Magazine article New Internationalist

The Rise (and Falling) of the Nation State

Magazine article New Internationalist

The Rise (and Falling) of the Nation State

Article excerpt


The imperial armies of Ancient Rome and China conquered in the name of the emperor not the nation. In Europe in medieval times ordinary people owed their allegiance not to a state but to a feudal lord. Wars were fought between local aristocrats - like the Duke of Bourgogne (above) or the Earl of Warwick - not kings or queens. In other parts of the world, societies were divided along cultural or ethnic lines, but again, borders as such were fluid and ever-changeable.


The business of nation-building has always been a bloody one. Feudal lords were forced to give up their regional autonomy by kings who wanted to rule over larger areas. It took the Hundred Years' War (1337-1453) to disentangle England from France, and the murder of thousands of Albigensians in the South of France to really establish France as a nation. Nation-states finally became a reality in North America and Western Europe in the latter half of the eighteenth century and in Latin America soon after.

Creating a nation-state was one thing; making the people who lived there believe in it was quite another. As writer and former Prime Minister of Piedmont, Massimo d'Azeglio, pointed out when the nationstate of Italy was created in 1861: "We have made Italy, now we have to make Italians.'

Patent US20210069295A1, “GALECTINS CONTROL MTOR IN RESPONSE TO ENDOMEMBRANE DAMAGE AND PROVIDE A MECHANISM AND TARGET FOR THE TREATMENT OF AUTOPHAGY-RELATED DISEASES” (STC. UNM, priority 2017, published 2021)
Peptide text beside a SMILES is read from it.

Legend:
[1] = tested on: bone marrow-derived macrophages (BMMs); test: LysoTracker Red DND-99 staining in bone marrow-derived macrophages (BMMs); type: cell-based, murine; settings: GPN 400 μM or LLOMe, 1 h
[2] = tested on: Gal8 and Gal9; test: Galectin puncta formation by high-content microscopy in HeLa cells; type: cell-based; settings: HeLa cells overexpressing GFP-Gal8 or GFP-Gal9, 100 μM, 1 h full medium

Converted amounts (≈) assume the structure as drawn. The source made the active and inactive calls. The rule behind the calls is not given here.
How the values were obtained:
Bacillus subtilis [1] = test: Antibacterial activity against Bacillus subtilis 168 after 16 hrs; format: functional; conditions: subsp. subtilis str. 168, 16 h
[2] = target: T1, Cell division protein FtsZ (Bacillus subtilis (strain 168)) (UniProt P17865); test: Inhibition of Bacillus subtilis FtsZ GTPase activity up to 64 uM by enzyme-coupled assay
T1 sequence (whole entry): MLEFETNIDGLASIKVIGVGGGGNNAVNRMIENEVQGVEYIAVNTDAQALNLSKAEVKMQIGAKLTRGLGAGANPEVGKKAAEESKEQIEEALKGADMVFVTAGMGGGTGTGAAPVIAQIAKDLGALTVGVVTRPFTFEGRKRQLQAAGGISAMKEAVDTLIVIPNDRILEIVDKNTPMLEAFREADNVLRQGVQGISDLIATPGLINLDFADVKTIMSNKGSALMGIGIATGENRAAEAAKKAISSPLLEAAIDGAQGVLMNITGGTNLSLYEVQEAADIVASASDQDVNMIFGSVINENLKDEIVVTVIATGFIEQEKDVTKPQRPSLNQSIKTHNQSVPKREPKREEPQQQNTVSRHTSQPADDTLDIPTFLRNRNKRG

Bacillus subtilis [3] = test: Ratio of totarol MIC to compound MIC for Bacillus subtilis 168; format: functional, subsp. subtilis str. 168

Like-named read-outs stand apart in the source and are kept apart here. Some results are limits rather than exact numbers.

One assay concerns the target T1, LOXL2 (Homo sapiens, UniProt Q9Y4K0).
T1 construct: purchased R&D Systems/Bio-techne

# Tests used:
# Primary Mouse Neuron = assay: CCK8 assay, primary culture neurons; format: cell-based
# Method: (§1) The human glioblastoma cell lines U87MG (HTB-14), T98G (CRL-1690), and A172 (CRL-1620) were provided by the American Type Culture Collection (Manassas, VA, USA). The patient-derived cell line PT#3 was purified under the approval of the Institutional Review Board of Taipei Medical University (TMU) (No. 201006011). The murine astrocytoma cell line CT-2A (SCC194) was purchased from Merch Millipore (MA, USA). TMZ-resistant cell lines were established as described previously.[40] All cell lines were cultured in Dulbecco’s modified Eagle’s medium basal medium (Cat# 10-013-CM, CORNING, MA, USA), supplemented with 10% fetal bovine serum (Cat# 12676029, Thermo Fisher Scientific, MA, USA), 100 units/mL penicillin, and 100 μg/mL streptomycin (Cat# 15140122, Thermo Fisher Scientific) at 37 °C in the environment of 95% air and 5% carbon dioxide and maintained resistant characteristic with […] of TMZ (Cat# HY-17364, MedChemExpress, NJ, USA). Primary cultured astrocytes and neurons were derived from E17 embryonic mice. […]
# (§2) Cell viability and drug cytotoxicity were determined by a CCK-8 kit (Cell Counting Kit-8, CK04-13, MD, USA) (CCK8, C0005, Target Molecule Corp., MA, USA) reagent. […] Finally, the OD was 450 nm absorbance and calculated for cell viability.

As a woman, I have no country,' wrote Virginia Woolf. In most of the new nation-states women and the working class were not regarded as citizens. Those without property could not vote and they were unable to stand for Parliament. Many nation-states built their identity through displays of military prowess and often by means of military conflict - from which women were also excluded. Leaders spoke of 'the Motherland' but nationalism was essentially a means of cooperation between moneyed patriarchies. As the vote was extended to women and to the working class, it became necessary for those patriarchies to be able to manipulate national identity in order to maintain loyalty and control.


The principle of Sovereignty resides essentially in the Nation: no body of men [sic], no individual, can express authority that does not emanate from it,' asserted the French Declaration of the Rights of Man and the Citizen in 1792.

American Independence (right, the Boston Tea Party, 1773) and the French Revolution created new national models which relied heavily on written constitutions, national flags and anthems. They also introduced a new concept of democratic citizenship - one which stirred ordinary people to revolt against the monarchy. Popular revolts in Europe were paralleled in the New World - in 1791 Toussaint L'Ouverture led an insurrection of black slaves that produced the independent republic of Haiti in 1804. Patriotism became the ultimate loyalty, supposedly superseding all other ties.


As European empires expanded to the Americas, Asia, Africa and the Middle East, the new rulers not only imposed colonial rule. They also brought their own model of the nation - state which was alien to most of the indigenous populations. The colonial powers divided up the world along straight lines which separated village from village and family from family in the name of imperial allegiance. …

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